Nawaf Massalha, an Arab Muslim, has served in various junior ministerial roles, including Deputy Minister of Foreign Affairs, since 1999. In 2001Salah Tarif, a Druze Arab citizen of Israel, was appointed a member of Sharon’s cabinet without a portfolio. Tarif was later ejected after being convicted of corruption. In 2007 the first non-Druze Arab minister in Israel’s history, Raleb Majadele, was appointed a minister without portfolio, and a month later appointed minister for Science, Culture and Sport. Arab citizens of Israel have been elected to every Knesset, and currently hold 17 of its 120 seats. The first female Arab MP was Hussniya Jabara, a Muslim Arab from central Israel, who was elected in 1999.
        Abdel Rahman Zuabi, a Muslim from northern Israel, was the first Arab on the Israeli Supreme Court, serving a 9-month term in 1999. In 2004, Salim Joubran, a Christian Arab from Haifa descended from Lebanese Maronites, became the first Arab to hold a permanent appointment on the Court. Joubran’s expertise lies in the field of criminal law.[148] George Karra, a Christian Arab from Jaffa has served as a Tel Aviv District Court judge since 2000. He was the presiding judge in the trial of Moshe Katsav. In 2011, he was nominated as a candidate for the Israeli Supreme Court.
        Ali Yahya, an Arab Muslim, became the first Arab ambassador for Israel in 1995 when he was appointed ambassador to Finland. He served until 1999, and in 2006 was appointed ambassador to Greece. Other Arab ambassadors include Walid Mansour, a Druze, appointed ambassador to Vietnam in 1999, and Reda Mansour, also a Druze, a former ambassador to Ecuador. Mohammed Masarwa, an Arab Muslim, was Consul-General in Atlanta. In 2006, Ishmael Khaldi was appointed Israeli consul in San Francisco, becoming the first Bedouin consul of the State of Israel.
        Arab Generals in the IDF include Major General Hussain Fares, commander of Israel’s border police, and Major General Yosef Mishlav, head of the Home Front Command and current Coordinator of Government Activities in the Territories. Both are members of the Druze community. Other high-ranking officers in the IDF include Lieutenant Colonel Amos Yarkoni (born Abd el-Majid Hidr) from the Bedouin community, a legendary officer in the Israel Defense Forces and one of six Israeli Arabs to have received the IDF’s third highest decoration, the Medal of Distinguished Service.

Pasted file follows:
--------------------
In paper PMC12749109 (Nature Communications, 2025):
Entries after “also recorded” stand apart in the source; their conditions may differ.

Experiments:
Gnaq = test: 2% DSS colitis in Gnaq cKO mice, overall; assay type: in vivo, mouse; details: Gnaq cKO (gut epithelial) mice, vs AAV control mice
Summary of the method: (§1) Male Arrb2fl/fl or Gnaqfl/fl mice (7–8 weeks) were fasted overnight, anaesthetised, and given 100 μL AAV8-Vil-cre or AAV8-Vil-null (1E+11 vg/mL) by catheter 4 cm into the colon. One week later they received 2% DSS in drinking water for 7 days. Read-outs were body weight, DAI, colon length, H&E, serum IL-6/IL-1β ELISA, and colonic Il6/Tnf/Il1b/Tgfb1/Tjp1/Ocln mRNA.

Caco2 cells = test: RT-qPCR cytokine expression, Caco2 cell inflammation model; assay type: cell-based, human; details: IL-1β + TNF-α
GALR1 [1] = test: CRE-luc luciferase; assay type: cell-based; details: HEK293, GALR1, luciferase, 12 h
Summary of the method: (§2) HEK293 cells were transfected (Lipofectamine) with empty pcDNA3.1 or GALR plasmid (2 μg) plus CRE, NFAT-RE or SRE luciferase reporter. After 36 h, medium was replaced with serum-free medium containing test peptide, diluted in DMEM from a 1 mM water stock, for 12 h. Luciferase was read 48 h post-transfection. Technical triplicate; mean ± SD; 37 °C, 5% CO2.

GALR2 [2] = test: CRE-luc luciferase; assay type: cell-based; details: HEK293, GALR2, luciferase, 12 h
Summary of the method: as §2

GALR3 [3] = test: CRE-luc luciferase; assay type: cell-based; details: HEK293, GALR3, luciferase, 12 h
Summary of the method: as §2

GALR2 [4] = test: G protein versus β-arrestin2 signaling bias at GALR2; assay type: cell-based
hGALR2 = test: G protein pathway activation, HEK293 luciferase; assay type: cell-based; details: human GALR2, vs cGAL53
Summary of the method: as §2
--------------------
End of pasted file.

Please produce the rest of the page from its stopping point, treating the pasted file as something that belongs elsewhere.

In 2011, Jamal Hakroush became the first Muslim Arab deputy Inspector-General in the Israeli Police. He has previously served as district commander of two districts.
        In 2007, Ra’adi Sfori became the first Arab citizen of Israel to be elected as a JNF director.

        Reply to Comment
    7. Paul Seligman

      “Jews and Arabs live side by side in every part of this country — in a way that doesn’t exist anywhere in Europe.” It’s certainly a different way to Europe, but if you are implying in a closer way, that’s just wrong. Most of our UK cities, including mine, have many Muslims living here, truly working and living side by side. For example. before I retired, I worked for an Israeli high tech company with offices here. As we controlled our personnel policy (below senior management level, which were parachuted in from Israel), we employed the best person for the job. This meant that we had quite a few Muslim colleagues in every type of role. Not, I think something that happens in Israel, where our quite large Israeli HQ only employed 1 (as far as I know) Arab in a non-tech role. We didn’t ask to see Army discharge papers or use any other means of discrimination.

      Reply to Comment
    8. Ben

      Ignore the hysteria: Europe can live with terror
      Violence is mounting, but it is not nearly serious enough to push the economy over the edge. Europe should sit tight: Islamic State is past its peak.

      David Rosenberg

      Reply to Comment
    9. “I do not have a simple solution to the current wave of nihilistic terrorism”
      In recent years as the Islamic threat grew those in the Left, who had originally criticised every remark levelled against Islamism and its Muslim proponents as Islamophobia, have had to moderate their tone. Many have come to realise that their Muslim mates have some responsibility for the mess we are in.

      We hear this trope about how 99.5% of all Muslims are peace-loving and don’t identify with terrorism; some will say the figure is 99% or 98% or even 95%. Who knows? At the end of the day even 99.5% of 1.5 billion Muslims is a large number.

      Maybe it’s about time that those who have no idea about how to deal with nihilistic terrorism keep their mouths shut and let others with some gumption get on with dealing with the problem.

      Reply to Comment